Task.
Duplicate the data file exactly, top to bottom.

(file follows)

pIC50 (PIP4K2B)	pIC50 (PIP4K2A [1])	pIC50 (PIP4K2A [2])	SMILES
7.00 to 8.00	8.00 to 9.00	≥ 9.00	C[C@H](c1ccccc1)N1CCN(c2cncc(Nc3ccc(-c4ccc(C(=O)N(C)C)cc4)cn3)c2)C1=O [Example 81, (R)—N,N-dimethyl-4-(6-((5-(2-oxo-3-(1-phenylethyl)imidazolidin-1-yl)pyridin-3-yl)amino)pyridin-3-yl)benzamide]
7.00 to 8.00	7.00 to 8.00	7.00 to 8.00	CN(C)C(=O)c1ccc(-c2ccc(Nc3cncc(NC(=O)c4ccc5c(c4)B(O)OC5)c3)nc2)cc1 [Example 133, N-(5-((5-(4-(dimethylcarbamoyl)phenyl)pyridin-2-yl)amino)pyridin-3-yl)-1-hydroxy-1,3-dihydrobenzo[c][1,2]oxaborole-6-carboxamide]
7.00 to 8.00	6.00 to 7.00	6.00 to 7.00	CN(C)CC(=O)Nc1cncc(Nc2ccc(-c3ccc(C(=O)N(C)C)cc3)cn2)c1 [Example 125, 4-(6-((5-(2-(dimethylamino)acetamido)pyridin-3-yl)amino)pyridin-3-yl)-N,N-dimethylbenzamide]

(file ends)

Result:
pIC50 (PIP4K2B)	pIC50 (PIP4K2A [1])	pIC50 (PIP4K2A [2])	SMILES
7.00 to 8.00	8.00 to 9.00	≥ 9.00	C[C@H](c1ccccc1)N1CCN(c2cncc(Nc3ccc(-c4ccc(C(=O)N(C)C)cc4)cn3)c2)C1=O [Example 81, (R)—N,N-dimethyl-4-(6-((5-(2-oxo-3-(1-phenylethyl)imidazolidin-1-yl)pyridin-3-yl)amino)pyridin-3-yl)benzamide]
7.00 to 8.00	7.00 to 8.00	7.00 to 8.00	CN(C)C(=O)c1ccc(-c2ccc(Nc3cncc(NC(=O)c4ccc5c(c4)B(O)OC5)c3)nc2)cc1 [Example 133, N-(5-((5-(4-(dimethylcarbamoyl)phenyl)pyridin-2-yl)amino)pyridin-3-yl)-1-hydroxy-1,3-dihydrobenzo[c][1,2]oxaborole-6-carboxamide]
7.00 to 8.00	6.00 to 7.00	6.00 to 7.00	CN(C)CC(=O)Nc1cncc(Nc2ccc(-c3ccc(C(=O)N(C)C)cc3)cn2)c1 [Example 125, 4-(6-((5-(2-(dimethylamino)acetamido)pyridin-3-yl)amino)pyridin-3-yl)-N,N-dimethylbenzamide]